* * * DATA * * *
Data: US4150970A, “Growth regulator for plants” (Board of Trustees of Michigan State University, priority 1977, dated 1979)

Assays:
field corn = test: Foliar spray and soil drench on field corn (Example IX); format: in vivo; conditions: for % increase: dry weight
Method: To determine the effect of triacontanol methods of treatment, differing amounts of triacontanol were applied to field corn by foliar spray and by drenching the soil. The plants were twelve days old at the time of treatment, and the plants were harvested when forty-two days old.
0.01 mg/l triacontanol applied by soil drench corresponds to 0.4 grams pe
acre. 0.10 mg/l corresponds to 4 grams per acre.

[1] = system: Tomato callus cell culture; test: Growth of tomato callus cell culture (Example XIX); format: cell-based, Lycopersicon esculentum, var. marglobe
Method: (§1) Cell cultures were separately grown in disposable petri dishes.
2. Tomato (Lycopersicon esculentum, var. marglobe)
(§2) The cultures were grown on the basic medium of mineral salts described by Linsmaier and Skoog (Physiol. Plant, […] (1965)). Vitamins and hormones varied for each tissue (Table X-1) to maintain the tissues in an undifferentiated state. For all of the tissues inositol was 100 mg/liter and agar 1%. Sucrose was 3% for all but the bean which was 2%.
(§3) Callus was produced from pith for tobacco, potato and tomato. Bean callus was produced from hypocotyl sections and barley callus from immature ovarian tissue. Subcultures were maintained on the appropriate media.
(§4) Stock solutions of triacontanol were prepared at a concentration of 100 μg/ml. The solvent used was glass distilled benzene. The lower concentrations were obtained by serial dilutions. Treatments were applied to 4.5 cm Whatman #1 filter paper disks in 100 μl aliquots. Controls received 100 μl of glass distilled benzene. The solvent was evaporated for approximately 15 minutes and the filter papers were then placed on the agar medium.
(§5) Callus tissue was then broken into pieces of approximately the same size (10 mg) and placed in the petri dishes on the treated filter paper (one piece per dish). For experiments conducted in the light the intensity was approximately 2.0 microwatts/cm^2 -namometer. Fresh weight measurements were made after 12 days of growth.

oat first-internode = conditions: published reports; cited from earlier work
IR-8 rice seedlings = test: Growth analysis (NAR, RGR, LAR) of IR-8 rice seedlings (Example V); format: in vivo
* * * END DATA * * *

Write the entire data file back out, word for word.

Data: US4150970A, “Growth regulator for plants” (Board of Trustees of Michigan State University, priority 1977, dated 1979)

Assays:
field corn = test: Foliar spray and soil drench on field corn (Example IX); format: in vivo; conditions: for % increase: dry weight
Method: To determine the effect of triacontanol methods of treatment, differing amounts of triacontanol were applied to field corn by foliar spray and by drenching the soil. The plants were twelve days old at the time of treatment, and the plants were harvested when forty-two days old.
0.01 mg/l triacontanol applied by soil drench corresponds to 0.4 grams pe
acre. 0.10 mg/l corresponds to 4 grams per acre.

[1] = system: Tomato callus cell culture; test: Growth of tomato callus cell culture (Example XIX); format: cell-based, Lycopersicon esculentum, var. marglobe
Method: (§1) Cell cultures were separately grown in disposable petri dishes.
2. Tomato (Lycopersicon esculentum, var. marglobe)
(§2) The cultures were grown on the basic medium of mineral salts described by Linsmaier and Skoog (Physiol. Plant, […] (1965)). Vitamins and hormones varied for each tissue (Table X-1) to maintain the tissues in an undifferentiated state. For all of the tissues inositol was 100 mg/liter and agar 1%. Sucrose was 3% for all but the bean which was 2%.
(§3) Callus was produced from pith for tobacco, potato and tomato. Bean callus was produced from hypocotyl sections and barley callus from immature ovarian tissue. Subcultures were maintained on the appropriate media.
(§4) Stock solutions of triacontanol were prepared at a concentration of 100 μg/ml. The solvent used was glass distilled benzene. The lower concentrations were obtained by serial dilutions. Treatments were applied to 4.5 cm Whatman #1 filter paper disks in 100 μl aliquots. Controls received 100 μl of glass distilled benzene. The solvent was evaporated for approximately 15 minutes and the filter papers were then placed on the agar medium.
(§5) Callus tissue was then broken into pieces of approximately the same size (10 mg) and placed in the petri dishes on the treated filter paper (one piece per dish). For experiments conducted in the light the intensity was approximately 2.0 microwatts/cm^2 -namometer. Fresh weight measurements were made after 12 days of growth.

oat first-internode = conditions: published reports; cited from earlier work
IR-8 rice seedlings = test: Growth analysis (NAR, RGR, LAR) of IR-8 rice seedlings (Example V); format: in vivo